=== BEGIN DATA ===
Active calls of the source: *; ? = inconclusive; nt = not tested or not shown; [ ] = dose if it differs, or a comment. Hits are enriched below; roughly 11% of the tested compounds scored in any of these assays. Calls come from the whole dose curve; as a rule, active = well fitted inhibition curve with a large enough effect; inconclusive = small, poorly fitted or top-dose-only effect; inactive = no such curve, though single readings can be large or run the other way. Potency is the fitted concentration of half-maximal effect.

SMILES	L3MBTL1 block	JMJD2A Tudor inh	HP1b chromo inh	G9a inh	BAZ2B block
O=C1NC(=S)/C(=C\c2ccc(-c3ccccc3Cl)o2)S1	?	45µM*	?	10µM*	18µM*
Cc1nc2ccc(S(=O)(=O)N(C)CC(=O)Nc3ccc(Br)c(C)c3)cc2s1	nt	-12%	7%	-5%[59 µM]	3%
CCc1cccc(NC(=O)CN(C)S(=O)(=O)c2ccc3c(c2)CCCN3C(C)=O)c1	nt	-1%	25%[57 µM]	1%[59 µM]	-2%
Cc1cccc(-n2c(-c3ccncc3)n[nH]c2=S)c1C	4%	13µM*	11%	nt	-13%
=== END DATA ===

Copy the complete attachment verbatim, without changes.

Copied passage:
Active calls of the source: *; ? = inconclusive; nt = not tested or not shown; [ ] = dose if it differs, or a comment. Hits are enriched below; roughly 11% of the tested compounds scored in any of these assays. Calls come from the whole dose curve; as a rule, active = well fitted inhibition curve with a large enough effect; inconclusive = small, poorly fitted or top-dose-only effect; inactive = no such curve, though single readings can be large or run the other way. Potency is the fitted concentration of half-maximal effect.

SMILES	L3MBTL1 block	JMJD2A Tudor inh	HP1b chromo inh	G9a inh	BAZ2B block
O=C1NC(=S)/C(=C\c2ccc(-c3ccccc3Cl)o2)S1	?	45µM*	?	10µM*	18µM*
Cc1nc2ccc(S(=O)(=O)N(C)CC(=O)Nc3ccc(Br)c(C)c3)cc2s1	nt	-12%	7%	-5%[59 µM]	3%
CCc1cccc(NC(=O)CN(C)S(=O)(=O)c2ccc3c(c2)CCCN3C(C)=O)c1	nt	-1%	25%[57 µM]	1%[59 µM]	-2%
Cc1cccc(-n2c(-c3ccncc3)n[nH]c2=S)c1C	4%	13µM*	11%	nt	-13%